Taiwan, no longer a place of international obscurity, now looms large in the public consciousness as a potential flashpoint for conflict between great powers. This is a sharp contrast to a decade ago, when Taiwan was largely overshadowed by the economic and political rise of China.
Back then, I was a student participant in the 2014 Sunflower Movement – which involved the month-long occupation of the Taiwanese legislature to protest against closer political relations with China. The shift has been striking. There was hardly any attention to our actions but, by contrast, Hong Kong’s “umbrella” movement later that year attracted significant international coverage.
Taiwanese voices continue to be left out of discussions of their own future. Taiwan is often spoken of in terms of the US and China, but not in terms of what its own people hope to see regarding their fate. This is what the rapid shift in the international discourse occludes – that Taiwan is still discussed as a geopolitical chess piece.
Taiwan has its own government, military, economy, and free democratic elections. It possesses most of the hallmarks of being a nation-state, though Chinese territorial claims prevent its recognition by the majority of the international community. The People’s Republic of China (PRC) has never controlled Taiwan. Though the PRC claims to have inherited the territory during the Qing empire, Taiwan was only spuriously part of China in dynastic history, having been a province of the Qing for a mere seven years and a hinterland of the Ming. No Chinese dynasty controlled the whole of Taiwan. Its original inhabitants, who have faced Han settler colonialism for the past 400 years, are indigenous.
After its transition to a democracy, following the decades-long authoritarian rule of the Beijing-friendly Kuomintang, Taiwanese have voted in presidential elections based on the choice that they thought would keep them safe from the threat of a Chinese military invasion while still maintaining hard-won democratic freedoms. All indications are that this will again be the case in the January elections, with Lai Ching-te of the Democratic Progressive Party (DPP) the current frontrunner. The DPP emerged from Taiwan’s democracy movement and has historically favoured independence, even if it now maintains a pro-status quo position to avoid giving China any pretext for military threats.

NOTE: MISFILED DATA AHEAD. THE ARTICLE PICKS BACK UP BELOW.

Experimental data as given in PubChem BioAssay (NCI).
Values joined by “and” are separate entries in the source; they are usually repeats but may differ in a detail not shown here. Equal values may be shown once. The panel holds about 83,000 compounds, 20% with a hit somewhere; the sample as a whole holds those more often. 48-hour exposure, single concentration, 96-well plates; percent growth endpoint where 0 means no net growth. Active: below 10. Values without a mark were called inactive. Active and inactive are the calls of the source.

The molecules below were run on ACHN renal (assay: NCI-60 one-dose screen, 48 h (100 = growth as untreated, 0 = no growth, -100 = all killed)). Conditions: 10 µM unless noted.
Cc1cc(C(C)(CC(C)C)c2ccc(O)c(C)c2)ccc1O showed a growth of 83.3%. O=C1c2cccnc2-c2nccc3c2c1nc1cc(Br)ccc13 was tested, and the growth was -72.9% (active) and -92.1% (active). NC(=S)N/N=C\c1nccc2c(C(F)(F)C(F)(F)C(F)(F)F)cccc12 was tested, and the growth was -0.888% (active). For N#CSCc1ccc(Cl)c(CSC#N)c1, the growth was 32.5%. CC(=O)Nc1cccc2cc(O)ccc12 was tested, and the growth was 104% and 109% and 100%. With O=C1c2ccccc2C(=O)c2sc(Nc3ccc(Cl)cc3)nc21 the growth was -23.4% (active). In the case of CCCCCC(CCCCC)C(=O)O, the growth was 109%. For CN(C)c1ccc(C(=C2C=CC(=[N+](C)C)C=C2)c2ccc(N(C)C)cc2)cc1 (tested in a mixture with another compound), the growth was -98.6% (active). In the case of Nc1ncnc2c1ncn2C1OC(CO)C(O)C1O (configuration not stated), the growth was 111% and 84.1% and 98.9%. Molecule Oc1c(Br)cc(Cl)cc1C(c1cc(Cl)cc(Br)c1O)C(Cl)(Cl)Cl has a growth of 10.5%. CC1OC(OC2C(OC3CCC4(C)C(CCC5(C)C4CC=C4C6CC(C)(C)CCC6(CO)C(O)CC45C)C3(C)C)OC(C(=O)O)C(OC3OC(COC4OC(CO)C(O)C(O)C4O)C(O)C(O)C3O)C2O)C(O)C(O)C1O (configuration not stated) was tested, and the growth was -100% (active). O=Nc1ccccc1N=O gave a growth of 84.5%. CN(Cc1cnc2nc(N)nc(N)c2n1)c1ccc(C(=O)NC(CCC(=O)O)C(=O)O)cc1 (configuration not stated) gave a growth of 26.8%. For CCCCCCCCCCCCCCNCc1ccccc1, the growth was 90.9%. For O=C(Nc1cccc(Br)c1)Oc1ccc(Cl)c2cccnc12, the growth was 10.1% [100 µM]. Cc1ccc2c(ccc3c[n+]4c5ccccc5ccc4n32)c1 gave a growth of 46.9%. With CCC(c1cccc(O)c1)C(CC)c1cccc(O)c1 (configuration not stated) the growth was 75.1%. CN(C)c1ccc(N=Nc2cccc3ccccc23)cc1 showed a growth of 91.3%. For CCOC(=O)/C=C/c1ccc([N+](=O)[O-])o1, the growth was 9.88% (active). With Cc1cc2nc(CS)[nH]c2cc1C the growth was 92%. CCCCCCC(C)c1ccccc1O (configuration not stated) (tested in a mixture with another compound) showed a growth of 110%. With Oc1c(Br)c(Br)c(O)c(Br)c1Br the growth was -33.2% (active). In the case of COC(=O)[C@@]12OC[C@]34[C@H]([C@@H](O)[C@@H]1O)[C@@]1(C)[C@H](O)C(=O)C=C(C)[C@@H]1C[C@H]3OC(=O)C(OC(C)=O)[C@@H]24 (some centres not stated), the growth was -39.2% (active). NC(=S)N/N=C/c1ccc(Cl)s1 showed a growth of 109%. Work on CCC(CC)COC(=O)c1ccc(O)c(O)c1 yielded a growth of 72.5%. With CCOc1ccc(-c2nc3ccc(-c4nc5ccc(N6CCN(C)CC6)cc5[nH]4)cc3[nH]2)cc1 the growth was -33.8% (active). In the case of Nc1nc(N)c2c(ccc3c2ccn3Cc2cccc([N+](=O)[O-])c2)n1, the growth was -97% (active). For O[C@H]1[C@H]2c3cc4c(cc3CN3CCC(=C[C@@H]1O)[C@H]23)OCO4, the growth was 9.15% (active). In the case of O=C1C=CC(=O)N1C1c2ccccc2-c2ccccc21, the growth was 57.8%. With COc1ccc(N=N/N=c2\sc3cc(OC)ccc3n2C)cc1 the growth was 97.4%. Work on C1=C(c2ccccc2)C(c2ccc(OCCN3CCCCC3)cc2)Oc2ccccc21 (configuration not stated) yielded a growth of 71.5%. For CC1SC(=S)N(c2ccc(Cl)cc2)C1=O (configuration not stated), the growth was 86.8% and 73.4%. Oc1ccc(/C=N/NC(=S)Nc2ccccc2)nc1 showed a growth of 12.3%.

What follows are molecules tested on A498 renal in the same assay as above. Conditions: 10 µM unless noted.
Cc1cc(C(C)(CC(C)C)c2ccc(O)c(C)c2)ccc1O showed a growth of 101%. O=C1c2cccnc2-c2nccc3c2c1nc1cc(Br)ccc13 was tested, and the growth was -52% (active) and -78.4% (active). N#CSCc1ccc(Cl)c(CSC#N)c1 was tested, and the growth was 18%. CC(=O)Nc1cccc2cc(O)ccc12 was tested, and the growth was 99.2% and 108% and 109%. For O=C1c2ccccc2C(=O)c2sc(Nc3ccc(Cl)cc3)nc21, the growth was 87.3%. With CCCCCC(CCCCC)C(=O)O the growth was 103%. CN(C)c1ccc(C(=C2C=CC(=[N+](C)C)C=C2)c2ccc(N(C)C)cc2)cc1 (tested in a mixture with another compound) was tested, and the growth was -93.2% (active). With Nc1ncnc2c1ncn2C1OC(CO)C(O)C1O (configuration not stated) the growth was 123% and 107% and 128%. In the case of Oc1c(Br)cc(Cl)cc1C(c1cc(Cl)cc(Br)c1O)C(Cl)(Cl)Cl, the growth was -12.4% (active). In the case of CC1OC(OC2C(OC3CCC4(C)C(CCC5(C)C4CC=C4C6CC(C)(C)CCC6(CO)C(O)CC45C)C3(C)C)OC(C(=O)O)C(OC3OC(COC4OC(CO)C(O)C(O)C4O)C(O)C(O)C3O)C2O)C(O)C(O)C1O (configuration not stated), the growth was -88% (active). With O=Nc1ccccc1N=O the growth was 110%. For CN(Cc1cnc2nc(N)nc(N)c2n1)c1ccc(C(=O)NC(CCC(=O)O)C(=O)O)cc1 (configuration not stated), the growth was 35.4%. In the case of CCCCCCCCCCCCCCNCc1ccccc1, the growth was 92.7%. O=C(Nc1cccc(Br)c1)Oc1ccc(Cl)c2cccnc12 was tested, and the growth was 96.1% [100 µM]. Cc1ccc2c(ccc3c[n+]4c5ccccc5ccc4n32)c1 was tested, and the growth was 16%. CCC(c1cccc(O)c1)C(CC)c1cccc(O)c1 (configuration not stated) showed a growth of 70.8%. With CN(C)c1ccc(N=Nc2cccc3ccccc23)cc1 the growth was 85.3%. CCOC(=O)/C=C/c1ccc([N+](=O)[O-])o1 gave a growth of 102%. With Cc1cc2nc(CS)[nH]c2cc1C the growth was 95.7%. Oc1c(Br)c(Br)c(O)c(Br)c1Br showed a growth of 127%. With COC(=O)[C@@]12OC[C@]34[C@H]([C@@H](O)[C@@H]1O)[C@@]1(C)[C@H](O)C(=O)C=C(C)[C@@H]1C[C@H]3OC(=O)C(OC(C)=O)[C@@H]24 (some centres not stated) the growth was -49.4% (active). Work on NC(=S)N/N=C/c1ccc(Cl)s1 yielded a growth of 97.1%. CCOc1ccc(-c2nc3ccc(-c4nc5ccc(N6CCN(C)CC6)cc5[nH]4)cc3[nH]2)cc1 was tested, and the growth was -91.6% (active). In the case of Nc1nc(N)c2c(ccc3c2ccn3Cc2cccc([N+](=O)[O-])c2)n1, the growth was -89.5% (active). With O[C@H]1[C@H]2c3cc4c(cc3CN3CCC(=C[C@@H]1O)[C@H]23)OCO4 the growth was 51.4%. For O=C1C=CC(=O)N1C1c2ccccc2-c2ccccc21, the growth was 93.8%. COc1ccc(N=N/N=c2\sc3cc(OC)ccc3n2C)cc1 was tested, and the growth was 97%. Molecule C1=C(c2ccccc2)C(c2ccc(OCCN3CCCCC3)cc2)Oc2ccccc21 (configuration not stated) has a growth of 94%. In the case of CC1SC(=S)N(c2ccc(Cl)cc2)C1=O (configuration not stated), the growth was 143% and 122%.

Part of the renewed global focus on Taiwan is because of its central role in global semiconductor manufacturing. Taiwan produces the semiconductors needed for everything from iPhones to electronic vehicles. It is thought that this reliance on Taiwanese semiconductors incentivises Western powers to defend Taiwan and can dissuade China from an attack (Chinese electronics manufacturing is also reliant on Taiwanese semiconductors).
But the deterioration of political freedoms in Hong Kong, as well as the Russian invasion of Ukraine, have served to demonstrate to Taiwanese what the potential outcomes from a Chinese invasion could be. Hong Kong serves to illustrate the political control and domestic repression that would ensue. Likewise, Ukraine offers a direct example of what urban warfare – wreaking havoc on civilian populations – would look like.
There is increasing discussion in Taiwan of the need for military readiness. Apart from historic increases to military budgets, the draft for men has been extended to one year. Though criticisms of the draft have been long-standing, efforts have been made to improve the training regimen. There is also greater social discussion of Taiwan’s defence needs in public discourse. What was previously confined to expert circles is now increasingly discussed by society at large.